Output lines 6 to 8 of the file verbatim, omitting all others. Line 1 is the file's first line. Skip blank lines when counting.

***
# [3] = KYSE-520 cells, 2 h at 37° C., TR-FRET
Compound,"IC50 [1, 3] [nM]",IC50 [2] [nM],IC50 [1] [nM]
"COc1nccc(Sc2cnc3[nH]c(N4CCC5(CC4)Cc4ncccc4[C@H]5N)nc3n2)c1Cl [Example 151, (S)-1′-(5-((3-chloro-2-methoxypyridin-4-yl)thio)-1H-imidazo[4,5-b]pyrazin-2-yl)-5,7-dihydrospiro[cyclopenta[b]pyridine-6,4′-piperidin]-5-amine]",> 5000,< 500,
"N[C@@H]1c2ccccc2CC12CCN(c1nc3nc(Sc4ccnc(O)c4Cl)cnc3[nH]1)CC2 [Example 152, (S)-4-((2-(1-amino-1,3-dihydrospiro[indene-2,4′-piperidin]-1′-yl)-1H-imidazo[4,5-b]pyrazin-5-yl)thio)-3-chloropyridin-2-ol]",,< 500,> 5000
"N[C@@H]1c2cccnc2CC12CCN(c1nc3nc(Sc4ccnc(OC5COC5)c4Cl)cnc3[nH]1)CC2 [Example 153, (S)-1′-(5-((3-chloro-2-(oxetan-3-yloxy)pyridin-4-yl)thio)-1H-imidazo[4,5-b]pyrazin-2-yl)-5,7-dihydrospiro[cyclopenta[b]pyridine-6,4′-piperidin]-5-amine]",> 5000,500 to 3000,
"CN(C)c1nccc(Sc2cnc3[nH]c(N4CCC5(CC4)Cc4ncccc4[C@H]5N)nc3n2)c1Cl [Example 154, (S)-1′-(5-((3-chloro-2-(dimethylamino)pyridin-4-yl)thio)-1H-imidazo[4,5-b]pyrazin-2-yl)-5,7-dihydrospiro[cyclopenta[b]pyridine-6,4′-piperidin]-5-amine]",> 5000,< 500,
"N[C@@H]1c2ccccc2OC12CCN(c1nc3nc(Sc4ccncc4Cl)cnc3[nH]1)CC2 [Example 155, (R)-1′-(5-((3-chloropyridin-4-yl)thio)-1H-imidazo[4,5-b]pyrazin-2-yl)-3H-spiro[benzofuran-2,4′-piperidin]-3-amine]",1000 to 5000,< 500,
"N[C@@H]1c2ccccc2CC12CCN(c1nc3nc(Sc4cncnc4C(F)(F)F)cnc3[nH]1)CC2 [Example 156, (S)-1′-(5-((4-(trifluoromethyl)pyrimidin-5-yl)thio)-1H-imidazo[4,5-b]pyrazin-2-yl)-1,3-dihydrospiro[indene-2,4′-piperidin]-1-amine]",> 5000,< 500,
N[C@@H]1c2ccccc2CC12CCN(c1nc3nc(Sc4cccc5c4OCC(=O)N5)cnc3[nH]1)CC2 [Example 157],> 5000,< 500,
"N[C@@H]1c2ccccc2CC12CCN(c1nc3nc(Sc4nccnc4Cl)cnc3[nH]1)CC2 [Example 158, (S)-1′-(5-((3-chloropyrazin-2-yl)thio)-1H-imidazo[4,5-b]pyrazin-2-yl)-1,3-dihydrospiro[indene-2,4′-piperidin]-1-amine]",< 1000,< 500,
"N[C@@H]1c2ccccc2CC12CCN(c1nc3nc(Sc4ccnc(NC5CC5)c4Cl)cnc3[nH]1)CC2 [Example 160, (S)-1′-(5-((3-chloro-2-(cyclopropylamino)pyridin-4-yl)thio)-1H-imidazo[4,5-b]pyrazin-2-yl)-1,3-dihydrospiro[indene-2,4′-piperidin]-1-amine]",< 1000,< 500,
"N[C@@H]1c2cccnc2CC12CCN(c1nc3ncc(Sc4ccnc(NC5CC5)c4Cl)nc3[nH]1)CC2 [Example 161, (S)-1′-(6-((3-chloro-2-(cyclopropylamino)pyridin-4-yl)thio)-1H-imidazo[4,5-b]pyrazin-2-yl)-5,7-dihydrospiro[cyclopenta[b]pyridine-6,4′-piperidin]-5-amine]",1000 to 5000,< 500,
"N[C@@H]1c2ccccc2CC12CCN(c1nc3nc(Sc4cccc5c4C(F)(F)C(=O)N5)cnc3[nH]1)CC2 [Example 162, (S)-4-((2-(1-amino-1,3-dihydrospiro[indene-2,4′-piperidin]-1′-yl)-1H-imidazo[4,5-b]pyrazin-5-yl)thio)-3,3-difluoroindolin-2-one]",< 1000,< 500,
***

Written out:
"CN(C)c1nccc(Sc2cnc3[nH]c(N4CCC5(CC4)Cc4ncccc4[C@H]5N)nc3n2)c1Cl [Example 154, (S)-1′-(5-((3-chloro-2-(dimethylamino)pyridin-4-yl)thio)-1H-imidazo[4,5-b]pyrazin-2-yl)-5,7-dihydrospiro[cyclopenta[b]pyridine-6,4′-piperidin]-5-amine]",> 5000,< 500,
"N[C@@H]1c2ccccc2OC12CCN(c1nc3nc(Sc4ccncc4Cl)cnc3[nH]1)CC2 [Example 155, (R)-1′-(5-((3-chloropyridin-4-yl)thio)-1H-imidazo[4,5-b]pyrazin-2-yl)-3H-spiro[benzofuran-2,4′-piperidin]-3-amine]",1000 to 5000,< 500,
"N[C@@H]1c2ccccc2CC12CCN(c1nc3nc(Sc4cncnc4C(F)(F)F)cnc3[nH]1)CC2 [Example 156, (S)-1′-(5-((4-(trifluoromethyl)pyrimidin-5-yl)thio)-1H-imidazo[4,5-b]pyrazin-2-yl)-1,3-dihydrospiro[indene-2,4′-piperidin]-1-amine]",> 5000,< 500,